Grosjean’s engine problem was same as in Singapore

2013 Indian Grand Prix

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Lotus have confirmed the engine problem Romain Grosjean experienced at the end of the Indian Grand Prix was related to the one which caused his retirement in Singapore.

Grosjean was told to short-shift his gear changes and said afterwards he was having to look after his engine during the final laps of Sunday’s race.

Lotus trackside operations director Alan Permane said the team are working with engine supplier Renault to get to the bottom of the problem.

“The issue seems to be a repeat of the one we faced in Singapore where a leak in the pneumatic system caused a loss of air pressure. Fortunately, we know exactly what we have to do to fix it and Romain’s engine has gone through the correction process put in place after Singapore.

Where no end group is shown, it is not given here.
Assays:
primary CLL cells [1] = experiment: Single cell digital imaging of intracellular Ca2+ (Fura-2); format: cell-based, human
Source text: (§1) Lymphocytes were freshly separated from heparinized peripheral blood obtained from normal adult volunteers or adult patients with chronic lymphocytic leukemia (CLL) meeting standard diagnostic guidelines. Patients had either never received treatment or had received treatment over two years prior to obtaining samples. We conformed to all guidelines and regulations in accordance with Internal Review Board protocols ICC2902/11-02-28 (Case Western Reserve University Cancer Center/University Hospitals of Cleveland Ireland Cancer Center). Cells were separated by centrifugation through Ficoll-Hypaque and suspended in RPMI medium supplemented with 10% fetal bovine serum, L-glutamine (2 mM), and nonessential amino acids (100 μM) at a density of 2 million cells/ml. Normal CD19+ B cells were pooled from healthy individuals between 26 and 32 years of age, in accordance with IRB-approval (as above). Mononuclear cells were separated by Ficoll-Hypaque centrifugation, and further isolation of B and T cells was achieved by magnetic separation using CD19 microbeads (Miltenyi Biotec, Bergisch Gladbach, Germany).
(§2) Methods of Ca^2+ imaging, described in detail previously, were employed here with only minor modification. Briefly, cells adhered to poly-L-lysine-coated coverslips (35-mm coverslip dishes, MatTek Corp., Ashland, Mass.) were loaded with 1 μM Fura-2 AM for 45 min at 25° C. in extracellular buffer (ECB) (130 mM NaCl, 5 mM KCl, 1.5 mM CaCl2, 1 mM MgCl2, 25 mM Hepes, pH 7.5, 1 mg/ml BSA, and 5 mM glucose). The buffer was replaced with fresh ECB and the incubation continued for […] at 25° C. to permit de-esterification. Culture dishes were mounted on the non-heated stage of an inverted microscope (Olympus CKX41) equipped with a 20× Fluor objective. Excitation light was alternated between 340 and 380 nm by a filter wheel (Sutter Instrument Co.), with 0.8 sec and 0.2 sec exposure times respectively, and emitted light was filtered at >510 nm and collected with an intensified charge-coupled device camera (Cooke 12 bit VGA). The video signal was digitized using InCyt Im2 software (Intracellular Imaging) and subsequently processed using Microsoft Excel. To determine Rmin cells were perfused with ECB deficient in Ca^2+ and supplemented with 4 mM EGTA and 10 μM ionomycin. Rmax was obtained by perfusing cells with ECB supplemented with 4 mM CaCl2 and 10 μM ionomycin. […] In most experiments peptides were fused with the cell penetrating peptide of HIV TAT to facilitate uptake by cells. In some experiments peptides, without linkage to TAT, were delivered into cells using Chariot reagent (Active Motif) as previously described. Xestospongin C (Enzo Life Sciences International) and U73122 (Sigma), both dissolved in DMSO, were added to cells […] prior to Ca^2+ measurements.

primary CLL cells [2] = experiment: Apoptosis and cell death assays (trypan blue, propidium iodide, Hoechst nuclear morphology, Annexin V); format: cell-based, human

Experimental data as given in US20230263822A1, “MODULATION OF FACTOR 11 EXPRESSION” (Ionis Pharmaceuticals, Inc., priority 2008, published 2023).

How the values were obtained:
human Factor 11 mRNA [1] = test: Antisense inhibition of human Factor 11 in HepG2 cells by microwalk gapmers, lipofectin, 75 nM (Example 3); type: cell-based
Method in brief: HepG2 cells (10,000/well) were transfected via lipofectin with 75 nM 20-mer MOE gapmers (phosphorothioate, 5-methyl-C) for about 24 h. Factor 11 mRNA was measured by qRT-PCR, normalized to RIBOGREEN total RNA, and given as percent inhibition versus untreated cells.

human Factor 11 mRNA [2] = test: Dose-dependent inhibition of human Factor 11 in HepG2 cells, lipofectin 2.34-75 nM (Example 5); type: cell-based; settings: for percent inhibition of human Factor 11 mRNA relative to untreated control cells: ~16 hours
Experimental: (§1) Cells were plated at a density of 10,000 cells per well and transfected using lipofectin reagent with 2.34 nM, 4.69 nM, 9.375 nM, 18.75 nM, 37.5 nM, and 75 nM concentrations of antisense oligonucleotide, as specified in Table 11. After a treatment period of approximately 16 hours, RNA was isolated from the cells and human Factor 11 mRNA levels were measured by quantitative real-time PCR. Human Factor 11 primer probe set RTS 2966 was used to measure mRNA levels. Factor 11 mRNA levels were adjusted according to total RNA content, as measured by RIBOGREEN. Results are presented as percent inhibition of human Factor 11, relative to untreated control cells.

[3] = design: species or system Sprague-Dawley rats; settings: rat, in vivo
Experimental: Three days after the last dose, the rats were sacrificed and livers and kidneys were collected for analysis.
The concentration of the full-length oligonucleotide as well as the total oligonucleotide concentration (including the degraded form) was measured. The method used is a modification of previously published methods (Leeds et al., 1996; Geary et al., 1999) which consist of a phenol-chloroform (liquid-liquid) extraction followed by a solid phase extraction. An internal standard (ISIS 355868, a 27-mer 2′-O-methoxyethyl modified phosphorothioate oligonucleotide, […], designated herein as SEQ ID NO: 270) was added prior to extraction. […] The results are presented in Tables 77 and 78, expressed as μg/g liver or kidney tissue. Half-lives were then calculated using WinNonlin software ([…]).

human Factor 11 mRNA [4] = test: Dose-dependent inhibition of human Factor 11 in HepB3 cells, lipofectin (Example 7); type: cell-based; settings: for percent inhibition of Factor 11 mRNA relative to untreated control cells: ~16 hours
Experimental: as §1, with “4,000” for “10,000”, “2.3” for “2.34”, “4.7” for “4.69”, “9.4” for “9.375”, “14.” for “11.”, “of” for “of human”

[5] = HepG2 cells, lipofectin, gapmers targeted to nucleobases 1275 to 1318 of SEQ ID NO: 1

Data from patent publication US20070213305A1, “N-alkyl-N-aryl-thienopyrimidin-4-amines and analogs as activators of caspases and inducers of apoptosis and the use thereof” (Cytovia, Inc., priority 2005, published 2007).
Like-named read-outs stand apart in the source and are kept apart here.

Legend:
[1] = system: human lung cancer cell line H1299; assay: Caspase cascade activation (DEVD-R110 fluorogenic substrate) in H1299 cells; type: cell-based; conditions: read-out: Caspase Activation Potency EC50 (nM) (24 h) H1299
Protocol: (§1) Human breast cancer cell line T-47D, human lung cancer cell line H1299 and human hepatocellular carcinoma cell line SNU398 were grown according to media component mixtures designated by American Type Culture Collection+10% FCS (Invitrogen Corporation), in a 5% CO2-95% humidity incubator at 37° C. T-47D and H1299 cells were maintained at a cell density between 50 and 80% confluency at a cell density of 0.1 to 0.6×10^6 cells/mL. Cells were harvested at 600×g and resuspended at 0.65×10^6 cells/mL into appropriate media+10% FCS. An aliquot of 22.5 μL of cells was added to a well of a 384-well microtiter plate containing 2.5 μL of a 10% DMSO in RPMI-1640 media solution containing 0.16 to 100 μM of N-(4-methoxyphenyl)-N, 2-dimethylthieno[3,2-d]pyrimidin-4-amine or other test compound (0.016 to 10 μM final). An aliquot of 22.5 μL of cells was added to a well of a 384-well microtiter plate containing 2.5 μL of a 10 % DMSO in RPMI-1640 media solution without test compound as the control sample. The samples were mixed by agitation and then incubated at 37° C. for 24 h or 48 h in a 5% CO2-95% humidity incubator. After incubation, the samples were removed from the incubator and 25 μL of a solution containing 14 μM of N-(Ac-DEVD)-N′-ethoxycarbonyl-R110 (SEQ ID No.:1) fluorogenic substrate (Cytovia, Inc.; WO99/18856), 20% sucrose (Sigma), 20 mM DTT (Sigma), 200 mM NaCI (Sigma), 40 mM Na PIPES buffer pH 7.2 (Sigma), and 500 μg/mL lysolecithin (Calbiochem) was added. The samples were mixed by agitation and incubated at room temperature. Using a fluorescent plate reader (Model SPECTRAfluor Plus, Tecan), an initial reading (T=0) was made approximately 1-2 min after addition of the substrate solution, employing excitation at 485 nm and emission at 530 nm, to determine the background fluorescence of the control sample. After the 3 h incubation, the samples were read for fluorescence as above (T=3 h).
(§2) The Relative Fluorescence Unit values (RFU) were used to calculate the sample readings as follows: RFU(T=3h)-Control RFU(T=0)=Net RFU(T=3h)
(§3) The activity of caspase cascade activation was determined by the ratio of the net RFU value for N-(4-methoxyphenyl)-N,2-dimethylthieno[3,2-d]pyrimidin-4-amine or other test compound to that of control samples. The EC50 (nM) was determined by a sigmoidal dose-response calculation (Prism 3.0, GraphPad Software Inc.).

“Our engine partners are also checking – and double checking – every single race engine at Abu Dhabi to ensure that the same problem does not reappear.”

Grosjean finished third in India despite his engine problem. He and team mate Kimi Raikkonen still have one unused engine remaining from their original allocation of eight units for the season.

2013 Indian Grand Prix

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Image © Lotus/LAT

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Keith Collantine
Lifelong motor sport fan Keith set up RaceFans in 2005 - when it was originally called F1 Fanatic. Having previously worked as a motoring...